According to Rosbalt.ru, Rosstat published data on salaries in the federal executive organs, and experts were surprised the highest average paychecks — 135,000 rubles per month or more than 1.6 million rubles per year — are in Rosoboronpostavka, an organization not even really functioning.  The average 12-month federal salary is 728,000 rubles, about 60,000 per month.
 
Rosoboronpostavka is working only in a technical sense.  The different power ministries and departments haven’t hurried to hand over authority to conclude contracts for them, and they’ve tried to sabotage the agency’s work, according to Igor Korotchenko. 

Rosoboronpostavka’s supposed to have 1,100 professional employees, 980 in the Moscow headquarters.  A source close to Rosoboronpostavka claims that, prior to mid-2010, not more than 10 people worked for the agency, and it didn’t have its own office.  They worked in a room in Rosoboroneksport on Moscow’s Ozerkovskiy Embankment. 

The Rosstat data says Rosoboronpostavka has the lowest staffing level of any executive structure, only 15.5 percent or 152 people against an authorized level of 980.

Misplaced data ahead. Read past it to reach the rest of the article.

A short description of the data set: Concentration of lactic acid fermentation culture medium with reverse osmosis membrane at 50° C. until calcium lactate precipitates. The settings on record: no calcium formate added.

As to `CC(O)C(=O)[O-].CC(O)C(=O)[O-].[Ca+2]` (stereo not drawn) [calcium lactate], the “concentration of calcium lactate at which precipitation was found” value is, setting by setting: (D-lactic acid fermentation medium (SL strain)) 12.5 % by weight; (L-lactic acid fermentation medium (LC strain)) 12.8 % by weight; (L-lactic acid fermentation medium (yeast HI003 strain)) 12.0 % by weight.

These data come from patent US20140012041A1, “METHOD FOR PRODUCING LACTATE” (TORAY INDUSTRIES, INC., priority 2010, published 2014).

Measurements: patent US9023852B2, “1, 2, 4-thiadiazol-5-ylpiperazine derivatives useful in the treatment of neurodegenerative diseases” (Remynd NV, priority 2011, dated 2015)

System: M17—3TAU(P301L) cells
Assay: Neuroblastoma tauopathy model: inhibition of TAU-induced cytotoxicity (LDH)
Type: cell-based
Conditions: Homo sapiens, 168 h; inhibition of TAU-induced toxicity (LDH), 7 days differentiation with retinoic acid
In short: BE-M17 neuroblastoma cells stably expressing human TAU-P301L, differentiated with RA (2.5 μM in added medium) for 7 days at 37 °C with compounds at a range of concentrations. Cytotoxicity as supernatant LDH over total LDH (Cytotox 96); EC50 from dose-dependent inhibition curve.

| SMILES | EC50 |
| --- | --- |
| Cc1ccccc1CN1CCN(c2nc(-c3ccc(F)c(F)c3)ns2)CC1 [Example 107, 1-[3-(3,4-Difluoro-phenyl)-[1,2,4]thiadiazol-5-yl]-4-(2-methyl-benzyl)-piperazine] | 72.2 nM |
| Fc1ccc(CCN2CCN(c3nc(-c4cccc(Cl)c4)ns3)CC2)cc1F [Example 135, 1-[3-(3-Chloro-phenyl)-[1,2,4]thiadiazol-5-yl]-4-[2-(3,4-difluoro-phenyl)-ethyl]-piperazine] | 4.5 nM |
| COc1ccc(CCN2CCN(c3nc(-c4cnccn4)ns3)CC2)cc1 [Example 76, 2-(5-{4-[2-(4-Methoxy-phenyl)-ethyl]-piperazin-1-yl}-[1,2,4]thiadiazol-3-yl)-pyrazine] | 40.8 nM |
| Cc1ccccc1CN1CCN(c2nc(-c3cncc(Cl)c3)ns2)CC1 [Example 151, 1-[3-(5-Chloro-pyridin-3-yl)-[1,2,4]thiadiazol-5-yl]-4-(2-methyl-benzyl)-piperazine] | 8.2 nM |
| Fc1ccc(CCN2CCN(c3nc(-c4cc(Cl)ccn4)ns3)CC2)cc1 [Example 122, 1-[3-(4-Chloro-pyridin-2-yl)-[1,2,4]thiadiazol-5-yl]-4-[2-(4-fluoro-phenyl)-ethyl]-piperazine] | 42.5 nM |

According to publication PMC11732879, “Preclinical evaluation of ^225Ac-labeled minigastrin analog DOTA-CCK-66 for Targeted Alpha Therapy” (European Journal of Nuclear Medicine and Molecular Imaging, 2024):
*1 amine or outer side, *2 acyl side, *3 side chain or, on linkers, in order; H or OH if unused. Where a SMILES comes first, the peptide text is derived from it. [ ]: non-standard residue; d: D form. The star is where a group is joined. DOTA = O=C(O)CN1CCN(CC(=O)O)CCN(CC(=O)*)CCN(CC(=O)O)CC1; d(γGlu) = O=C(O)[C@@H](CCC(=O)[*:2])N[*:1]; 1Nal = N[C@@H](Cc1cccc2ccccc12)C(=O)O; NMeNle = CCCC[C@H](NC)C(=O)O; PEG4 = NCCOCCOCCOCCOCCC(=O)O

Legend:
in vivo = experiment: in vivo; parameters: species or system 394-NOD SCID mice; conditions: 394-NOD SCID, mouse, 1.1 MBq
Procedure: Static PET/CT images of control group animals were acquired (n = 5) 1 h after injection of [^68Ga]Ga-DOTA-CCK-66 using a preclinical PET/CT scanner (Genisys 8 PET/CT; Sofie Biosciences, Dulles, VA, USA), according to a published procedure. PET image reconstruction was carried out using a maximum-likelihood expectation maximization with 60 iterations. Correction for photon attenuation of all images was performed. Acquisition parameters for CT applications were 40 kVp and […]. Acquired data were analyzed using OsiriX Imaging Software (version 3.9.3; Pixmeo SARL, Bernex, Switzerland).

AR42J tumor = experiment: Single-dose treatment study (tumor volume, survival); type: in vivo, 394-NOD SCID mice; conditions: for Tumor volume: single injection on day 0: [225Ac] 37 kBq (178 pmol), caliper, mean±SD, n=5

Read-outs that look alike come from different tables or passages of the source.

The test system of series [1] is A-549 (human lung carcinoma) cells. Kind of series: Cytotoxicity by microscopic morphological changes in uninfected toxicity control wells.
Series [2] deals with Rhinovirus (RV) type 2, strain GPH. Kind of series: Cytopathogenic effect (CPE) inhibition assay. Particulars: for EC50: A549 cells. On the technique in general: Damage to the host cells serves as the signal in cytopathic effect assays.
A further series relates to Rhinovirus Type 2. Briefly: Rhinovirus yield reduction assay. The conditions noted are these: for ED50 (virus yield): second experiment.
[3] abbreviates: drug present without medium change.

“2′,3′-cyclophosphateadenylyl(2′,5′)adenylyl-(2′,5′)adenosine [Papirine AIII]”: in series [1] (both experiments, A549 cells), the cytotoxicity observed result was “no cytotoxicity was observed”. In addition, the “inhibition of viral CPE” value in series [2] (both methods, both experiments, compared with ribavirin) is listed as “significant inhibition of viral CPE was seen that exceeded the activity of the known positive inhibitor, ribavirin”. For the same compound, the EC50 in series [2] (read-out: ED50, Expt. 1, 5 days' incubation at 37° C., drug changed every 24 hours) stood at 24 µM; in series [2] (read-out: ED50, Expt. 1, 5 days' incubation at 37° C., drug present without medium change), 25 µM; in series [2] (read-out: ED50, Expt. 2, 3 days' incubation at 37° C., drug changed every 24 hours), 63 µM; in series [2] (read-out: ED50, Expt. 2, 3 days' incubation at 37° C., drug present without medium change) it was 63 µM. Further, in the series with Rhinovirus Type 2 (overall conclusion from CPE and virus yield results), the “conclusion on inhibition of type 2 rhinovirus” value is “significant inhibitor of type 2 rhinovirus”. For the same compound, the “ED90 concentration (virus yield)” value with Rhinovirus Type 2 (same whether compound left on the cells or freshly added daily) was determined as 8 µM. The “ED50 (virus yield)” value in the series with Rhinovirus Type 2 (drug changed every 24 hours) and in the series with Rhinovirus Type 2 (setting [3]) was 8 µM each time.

Before the mid-2010 changes, Rosoboronpostavka salaries had been 50-70,000 per month; the director got 70,000 and he reported to Prime Minister Putin.  Now, with its status downgraded and reporting to the Defense Minister, the agency’s pay has increased several times.
 
Experts think the pay’s kept high because the country’s leadership wants to deter corruption in the state defense order (GOZ), but deputy editor-in-chief  the journal “Armaments and Economics,” Professor Sergey Vikulov says this high pay comes “from the naive belief of our leaders that high pay will deter bureaucrats from bribery.” 

One notes Vikulov’s journal is the professional publication of the 46th TsNII, not exactly an objective voice since it used to form the GOZ (and probably collect the bribes) pretty autonomously before Rosoboronpostavka was established.
 
Korotchenko believes even bureaucrats who earn millions will be tempted to “saw off” part of the billion-ruble contracts they oversee.  He goes on to say  corruption in the Defense Ministry directorates occupied with the GOZ and the OPK already caused the failure of the two previous state programs of armaments (GPVs).
 
Rosbalt.ru also claims the Audit Chamber has said GOZ-2009 was only 50 percent completed.  Then it cites NG‘s (Mukhin’s) 70 percent fulfillment figure for GOZ-2010.